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How Does Amortization Affect A Mortgage?

How does amortization affect a mortgage?

When you apply for a home loan, you may be presented with a lot of different options. The option you choose will affect not only your monthly payment but also the amount of interest you pay and how long it will take to pay off your mortgage.

While a mortgage calculator can help you understand the payment by plugging in different numbers, how does the amortization actually affect a mortgage? And is it possible for your amortization to change?

Let’s take a look at mortgage amortization and its impact on one of the largest investments you’ll ever make: your home.

What Is Amortization?

Amortization refers to the length of time to pay off your mortgage. When your monthly payment is calculated, it is based on your loan amount, the interest rate, and the amortization.

You may also have heard of a mortgage term. Term and amortization can be different. A mortgage term is the length of time for that particular loan.

For example, your loan may have a 5-year term with a 25-year amortization. That means that your payments are based on what is needed to pay off your loan over 25 years. But your loan will end in 5 years: at that time, you would either need to pay off the remaining balance of the loan or renew into a new loan.

A short term can be a way to lock-in a lower interest rate for the 5-year term. At the end of the term, you would renew at whatever the interest rates are at the time.

Why Choose a Shorter or Longer Amortization?

When you choose a shorter amortization, your loan will be paid off sooner. You will pay less in interest during that time. However, because you are choosing a shorter amortization, your monthly payments will also be higher.

On the flip side, if you choose a longer amortization, you will have a smaller monthly payment but pay more in interest. Many people select a longer amortization because it makes the monthly payment more affordable.

For example, let’s say you have a loan for $150,000 at 4.5% for a 15-year amortization. Your monthly payment will be about $1,147. You will pay about $56,548 in interest over the amortization period.

If your same $150,000 loan is at 4.5% for a 25-year amortization, your monthly payment will be about $833.75. You will pay about $100,124 in interest. So you can see, you will save in your monthly payment with a longer amortization but pay more in interest.

Can the Amortization Be Changed?

You cannot change the amortization within a loan, but you can renew your mortgage into a new loan. A mortgage renewal is your opportunity to change your amortization, as well as change your interest rate. You may want to renew not only for the amortization but also to get a more competitive rate.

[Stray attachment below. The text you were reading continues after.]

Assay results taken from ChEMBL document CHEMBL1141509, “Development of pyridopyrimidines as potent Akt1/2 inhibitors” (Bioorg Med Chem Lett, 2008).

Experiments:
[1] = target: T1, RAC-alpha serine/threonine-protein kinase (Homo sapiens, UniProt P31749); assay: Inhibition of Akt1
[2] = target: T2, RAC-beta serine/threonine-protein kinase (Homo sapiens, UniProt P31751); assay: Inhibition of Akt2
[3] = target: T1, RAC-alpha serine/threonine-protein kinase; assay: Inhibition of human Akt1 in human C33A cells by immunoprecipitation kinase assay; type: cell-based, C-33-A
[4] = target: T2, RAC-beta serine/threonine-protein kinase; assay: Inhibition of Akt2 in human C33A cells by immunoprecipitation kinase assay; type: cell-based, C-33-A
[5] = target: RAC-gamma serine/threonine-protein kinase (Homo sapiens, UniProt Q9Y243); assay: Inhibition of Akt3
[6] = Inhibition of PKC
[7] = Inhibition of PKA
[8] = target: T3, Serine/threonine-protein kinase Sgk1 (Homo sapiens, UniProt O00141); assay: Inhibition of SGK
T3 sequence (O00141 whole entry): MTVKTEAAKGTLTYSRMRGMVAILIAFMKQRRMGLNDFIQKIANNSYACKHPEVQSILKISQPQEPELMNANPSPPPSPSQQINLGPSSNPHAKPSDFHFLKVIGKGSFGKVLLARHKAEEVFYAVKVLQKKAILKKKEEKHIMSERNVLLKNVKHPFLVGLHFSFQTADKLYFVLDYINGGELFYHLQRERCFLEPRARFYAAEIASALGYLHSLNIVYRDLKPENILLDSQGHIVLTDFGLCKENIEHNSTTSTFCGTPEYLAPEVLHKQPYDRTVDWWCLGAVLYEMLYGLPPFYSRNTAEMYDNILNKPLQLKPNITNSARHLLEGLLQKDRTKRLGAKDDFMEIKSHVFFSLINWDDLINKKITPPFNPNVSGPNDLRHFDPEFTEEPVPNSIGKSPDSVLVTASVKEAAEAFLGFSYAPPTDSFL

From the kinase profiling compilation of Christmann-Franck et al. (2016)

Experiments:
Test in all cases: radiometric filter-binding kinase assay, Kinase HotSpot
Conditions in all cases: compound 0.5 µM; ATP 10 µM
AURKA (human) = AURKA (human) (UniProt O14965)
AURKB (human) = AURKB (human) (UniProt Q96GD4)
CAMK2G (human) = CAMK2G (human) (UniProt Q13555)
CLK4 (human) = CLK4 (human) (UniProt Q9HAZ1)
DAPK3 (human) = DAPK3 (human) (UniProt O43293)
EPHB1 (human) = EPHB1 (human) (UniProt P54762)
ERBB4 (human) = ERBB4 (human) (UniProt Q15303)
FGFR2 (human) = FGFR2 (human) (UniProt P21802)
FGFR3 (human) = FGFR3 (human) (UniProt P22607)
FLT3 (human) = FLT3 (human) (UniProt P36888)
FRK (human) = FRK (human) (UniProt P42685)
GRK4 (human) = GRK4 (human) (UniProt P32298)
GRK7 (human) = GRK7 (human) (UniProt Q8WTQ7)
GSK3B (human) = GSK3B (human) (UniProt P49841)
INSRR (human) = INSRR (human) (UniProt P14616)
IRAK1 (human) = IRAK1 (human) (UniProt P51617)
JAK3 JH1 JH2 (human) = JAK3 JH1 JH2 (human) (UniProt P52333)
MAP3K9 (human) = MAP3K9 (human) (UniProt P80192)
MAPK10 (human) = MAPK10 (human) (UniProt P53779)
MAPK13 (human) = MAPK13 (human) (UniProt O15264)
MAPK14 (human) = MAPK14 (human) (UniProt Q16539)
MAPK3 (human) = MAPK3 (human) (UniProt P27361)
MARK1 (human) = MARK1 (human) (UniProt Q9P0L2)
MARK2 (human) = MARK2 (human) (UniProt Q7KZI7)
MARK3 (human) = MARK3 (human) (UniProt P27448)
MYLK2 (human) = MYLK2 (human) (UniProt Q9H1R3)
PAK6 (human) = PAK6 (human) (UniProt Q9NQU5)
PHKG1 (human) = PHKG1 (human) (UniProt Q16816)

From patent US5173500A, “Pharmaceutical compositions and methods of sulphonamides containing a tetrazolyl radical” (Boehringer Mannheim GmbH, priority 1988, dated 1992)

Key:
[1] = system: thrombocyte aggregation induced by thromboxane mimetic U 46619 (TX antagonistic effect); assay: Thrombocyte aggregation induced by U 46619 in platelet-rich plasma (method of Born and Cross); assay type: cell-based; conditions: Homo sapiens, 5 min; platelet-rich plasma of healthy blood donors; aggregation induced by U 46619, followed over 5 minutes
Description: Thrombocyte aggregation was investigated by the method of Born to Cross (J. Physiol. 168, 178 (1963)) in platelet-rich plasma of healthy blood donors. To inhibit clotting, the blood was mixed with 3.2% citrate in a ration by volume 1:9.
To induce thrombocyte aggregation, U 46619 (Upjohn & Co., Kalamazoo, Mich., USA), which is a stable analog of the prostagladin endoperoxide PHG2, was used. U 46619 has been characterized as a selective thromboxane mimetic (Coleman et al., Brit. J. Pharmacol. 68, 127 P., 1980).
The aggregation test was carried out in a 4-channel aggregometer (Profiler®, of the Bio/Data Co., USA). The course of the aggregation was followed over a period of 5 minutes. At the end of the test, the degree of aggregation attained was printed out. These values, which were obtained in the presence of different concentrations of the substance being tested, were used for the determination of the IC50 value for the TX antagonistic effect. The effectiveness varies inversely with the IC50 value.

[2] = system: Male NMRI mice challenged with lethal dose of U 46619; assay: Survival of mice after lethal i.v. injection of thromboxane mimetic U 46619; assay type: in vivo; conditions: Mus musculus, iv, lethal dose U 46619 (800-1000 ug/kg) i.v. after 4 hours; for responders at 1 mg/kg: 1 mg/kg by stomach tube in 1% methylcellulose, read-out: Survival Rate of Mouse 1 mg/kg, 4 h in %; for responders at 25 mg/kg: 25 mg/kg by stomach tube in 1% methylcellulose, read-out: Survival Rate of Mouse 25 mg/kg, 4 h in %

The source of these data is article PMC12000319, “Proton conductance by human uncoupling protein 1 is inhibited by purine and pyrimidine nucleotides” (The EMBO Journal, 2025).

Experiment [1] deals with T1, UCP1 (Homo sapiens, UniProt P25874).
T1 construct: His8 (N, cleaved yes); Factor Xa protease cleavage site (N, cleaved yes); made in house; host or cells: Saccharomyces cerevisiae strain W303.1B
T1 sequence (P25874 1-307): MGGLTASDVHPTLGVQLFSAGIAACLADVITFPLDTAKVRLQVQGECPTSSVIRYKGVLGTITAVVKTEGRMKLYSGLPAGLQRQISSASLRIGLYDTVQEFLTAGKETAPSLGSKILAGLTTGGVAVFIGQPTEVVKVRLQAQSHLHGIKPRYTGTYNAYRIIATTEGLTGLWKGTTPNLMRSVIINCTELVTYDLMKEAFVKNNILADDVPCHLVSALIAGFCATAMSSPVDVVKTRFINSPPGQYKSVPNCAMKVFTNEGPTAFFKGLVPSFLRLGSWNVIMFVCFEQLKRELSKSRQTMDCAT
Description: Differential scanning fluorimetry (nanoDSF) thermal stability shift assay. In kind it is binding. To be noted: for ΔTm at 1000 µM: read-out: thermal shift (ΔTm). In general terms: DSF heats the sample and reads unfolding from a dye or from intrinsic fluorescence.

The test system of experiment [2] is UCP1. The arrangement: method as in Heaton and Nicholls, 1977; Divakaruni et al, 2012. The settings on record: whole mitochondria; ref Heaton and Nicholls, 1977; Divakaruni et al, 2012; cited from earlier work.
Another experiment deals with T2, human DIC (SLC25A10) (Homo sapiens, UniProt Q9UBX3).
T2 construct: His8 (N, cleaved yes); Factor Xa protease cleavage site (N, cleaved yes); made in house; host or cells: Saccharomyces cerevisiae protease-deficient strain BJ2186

Another way to shorten your amortization would be to make additional payments on your loan or making payments that are higher than the minimum. If you make higher payments that are higher than required, your loan will be paid off sooner. While not technically changing your loan on paper in any way, you will have a shorter amortization by making these payments.

You can also make a lump payment to reduce the principal of your loan. If you have extra cash, you can apply it to your mortgage. Your monthly payments will not change, but you will see the loan paid off more quickly because you will owe less.

When you are looking to renew your loan term, make sure you check out the additional terms that the lender is offering you. You don’t want to be stuck with higher penalties or limited prepayment options when you renew your loan.

Does Interest Rate Affect a Mortgage Amortization?

No, in fact, the opposite is true. The interest rates are set according to the amortization you choose. If you have an adjustable-rate mortgage, the amount of your monthly payment will fluctuate with the interest rates, but the amortization will remain the same.

However, with the interest rates that are offered to you, you will typically see lower interest rates with shorter amortizations. So even though your monthly payment is higher for a shorter amortization, you pay less in interest because of the shorter repayment and because the interest rate is lower.

What Is an Interest-Only Mortgage?

With an interest-only mortgage, you pay only the interest on the loan for a specified number of years. Usually, loan payments include both principal and interest. With paying only the interest portion, your loan payment is much lower.

At the end of the interest-only term of the loan, you can either refinance the loan or begin to pay off the principal balance. The advantages are that if you need the extra money when you are first taking out your mortgage, you are paying less in the monthly payment. This can be particularly beneficial for first-time homebuyers.

Learn More About Your Mortgage Options

Ultimately, the amortization period you choose should be what makes the most sense for your financial situation. Knowing how the amortization can affect a mortgage can help you to make a decision that balances your monthly payment and how quickly you want to pay off your loan.

Whether you are buying a new home or looking to refinance, the mortgage option you choose is a big decision. You want to work with a lender that can help you find the best terms. It makes sense to re-evaluate your amortization every time your loan comes up for renewal.

At Mortgage Brokers Network, we offer a variety of mortgage solutions. Get started by applying online today.

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